Sunday, December 1, 2013

DCC Peasants in the Purple Worm Graveyard

Last week's game put three players' 0-level peasants in Planet Thirteen's Purple Worm Graveyard.

I tried to make character generation a collective experience. Each player rolled 3d6 in order for the player to their left's characters. After all 12 characters had their stats, each player found their lucky roll, and we went through the various modifiers and bonuses together.

The players certainly embraced the idea that some of their starting characters were going to die, joking that a particular character was doomed or marked for death whenever they rolled low for an ability score or for hit points.

By coincidence nearly every character ended up with a low Agility and a high Personality score. It was totally plausible that this crowd could have talked the rest of the village into gambling their tax on a cricket match, and then blown the game when it counted. The players all really wanted to roll to determine the results of the game, but I hadn't figured out how to decide it at that point, so I simply ruled that they lost.

In retrospect, DCC provides a pretty good method for determining this kind of thing. Since unskilled characters roll 1d10 for skill checks, while skilled characters roll 1d20, I decided to roll for each cricket player. 1s are worth no points, and 10s and 20s explode into a second dice.

Using that method, I got a final score of Villagers 68 to Royals 107.

If the villagers had somehow earned a higher score, I suppose it would have meant that the duke and his men cheated. I've decided that the duke is a jerk, so that'd be totally in keeping with his character. We'll see if the players eventually decide to retaliate against him once they're stronger.

Knowing that these players prefer travel through every dungeon counter-clockwise might eventually make for an important design consideration. In this case it meant that they avoided the two most dangerous traps in the dungeon. They also missed finding the failed landsknecht adventurers' abandoned campsite, the Moroccan sorcerer's feast, and the source of those glowing glands in the Moroccan sorcerer's secret study. On the other hand, never encountering the fire beetles meant that they had no idea where the bio-luminescent glands came from. When the players expressed fear that the light source might attack them just as the puddle had, I knew that we really had achieved the "anything can happen" paranoia that DCC is trying to recreate.

The players were incredibly lucky in their wandering monster checks, only encountering one enemy that way. They also got lucky finding the secret door in the statue room on their first try.

I appreciate that the Purple Worm Graveyard instructs the DM to only check for wandering monsters when the players take a long time doing something or make a lot of noise. (Or more regularly in a couple of rooms.) I'm still not fully comfortable tracking turns. I think I had the candles go out after an hour each, but I was also reluctant to strand the characters in the dark when they hadn't really had any opportunity to buy additional light sources.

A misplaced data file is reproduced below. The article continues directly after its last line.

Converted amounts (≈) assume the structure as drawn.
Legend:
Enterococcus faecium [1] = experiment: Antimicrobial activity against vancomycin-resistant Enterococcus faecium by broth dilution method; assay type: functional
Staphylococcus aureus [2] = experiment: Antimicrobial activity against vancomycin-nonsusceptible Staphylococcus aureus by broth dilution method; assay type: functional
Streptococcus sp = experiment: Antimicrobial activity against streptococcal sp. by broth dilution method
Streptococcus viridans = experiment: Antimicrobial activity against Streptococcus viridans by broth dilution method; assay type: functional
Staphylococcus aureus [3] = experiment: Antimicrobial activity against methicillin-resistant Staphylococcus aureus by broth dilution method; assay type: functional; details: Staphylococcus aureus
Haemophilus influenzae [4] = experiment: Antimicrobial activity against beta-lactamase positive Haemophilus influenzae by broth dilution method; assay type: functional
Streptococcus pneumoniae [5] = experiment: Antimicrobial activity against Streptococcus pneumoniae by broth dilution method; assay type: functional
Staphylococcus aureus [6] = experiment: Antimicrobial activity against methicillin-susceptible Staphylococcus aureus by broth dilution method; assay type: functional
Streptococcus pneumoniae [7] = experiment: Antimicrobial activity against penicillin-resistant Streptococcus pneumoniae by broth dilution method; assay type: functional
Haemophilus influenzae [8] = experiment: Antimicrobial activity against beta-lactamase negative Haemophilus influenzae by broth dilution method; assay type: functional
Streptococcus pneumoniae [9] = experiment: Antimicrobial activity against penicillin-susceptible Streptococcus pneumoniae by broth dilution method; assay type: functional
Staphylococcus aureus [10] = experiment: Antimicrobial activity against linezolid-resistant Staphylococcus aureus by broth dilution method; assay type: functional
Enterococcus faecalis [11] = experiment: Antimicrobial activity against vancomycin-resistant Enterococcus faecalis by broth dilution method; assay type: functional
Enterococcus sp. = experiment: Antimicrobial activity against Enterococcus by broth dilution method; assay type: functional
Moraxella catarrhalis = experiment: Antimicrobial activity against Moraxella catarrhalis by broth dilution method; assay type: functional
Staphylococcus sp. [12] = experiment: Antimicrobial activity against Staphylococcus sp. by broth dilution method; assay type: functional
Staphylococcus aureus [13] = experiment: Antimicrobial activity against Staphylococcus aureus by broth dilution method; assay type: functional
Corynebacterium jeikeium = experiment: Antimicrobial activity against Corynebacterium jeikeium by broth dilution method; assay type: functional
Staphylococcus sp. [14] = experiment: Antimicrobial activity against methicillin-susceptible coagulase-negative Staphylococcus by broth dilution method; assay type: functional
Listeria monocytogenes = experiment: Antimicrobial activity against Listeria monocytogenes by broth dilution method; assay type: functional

One thing I tried that I thought worked really well was to not let the players joke or think aloud without their characters acting out whatever they said. So when Hector's player said that he attacked Twinkle for waking him up, I immediately had him make an attack roll. And when Auhsoj's player joked about betraying the Worm God, I rolled a wandering monster check right away (which would have brought a purple worm if it'd come up as a 1.)

I was surprised that Hector's player kind of forgot to ask for a useful vision and instead only wanted permission to take the worm ivory. I was expecting to show him where one of the remaining treasures was. I also tried to communicate that the Worm God just really didn't care if they took the ivory, meaning that they wouldn't be punished, but also that it wasn't going to prevent a purple worm from showing up in the graveyard if they rolled poorly.

Poor Bovice is currently as good as dead, but his player has more free time than some of the others, so we might run some solo adventures later. If he wants Bovice back, I think a quest involving finding the Tomb of the Iron God and then venturing to Tempus Gelidium should be enough to turn him a return trip. If he wants Bovice to stay in the desert, then I'll probably make the distant city Krshal, the city of towers, and let him venture into the Ruins of the Undercity beneath it.

Overall, the adventure was a success. I awarded each character 10 XP and asked the players what they'd like their survivors to become. I decided that the 0-level adventures weren't really meant for exact XP counts or for giving different awards to different players, although I plan to get a bit more exact for the 1st level characters next time. I also plan to allow carousing for XP, but since I forgot my carousing results table last time, we'll have to wait to see what happens at the fĂȘte.

Converting the dungeon to DCC rules was pretty easy. The monsters took the longest, but that was mostly because I'm still not fully comfortable with the DCC monster stat block. I switched the "Dungeon Moves" to regular skill checks with DC 6 to get the middle result and DC 9 to get the good result. For most characters that works out to roughly the same probability that the Moves have, although characters with some reason to be skilled had a much easier roll. (Not that using a d20 actually helped Bobby Ray.)

I'm hoping that the Worm God will become a recurring deity/patron for the 1st level characters. I like the idea of an unhuman deity that hates the undead for entirely different reasons than living people do. If so, I'll have to come up with some Invoke Patron and Patron Taint results. I think I can base the spellburn table on the "Worm Madness" table from the adventure at least.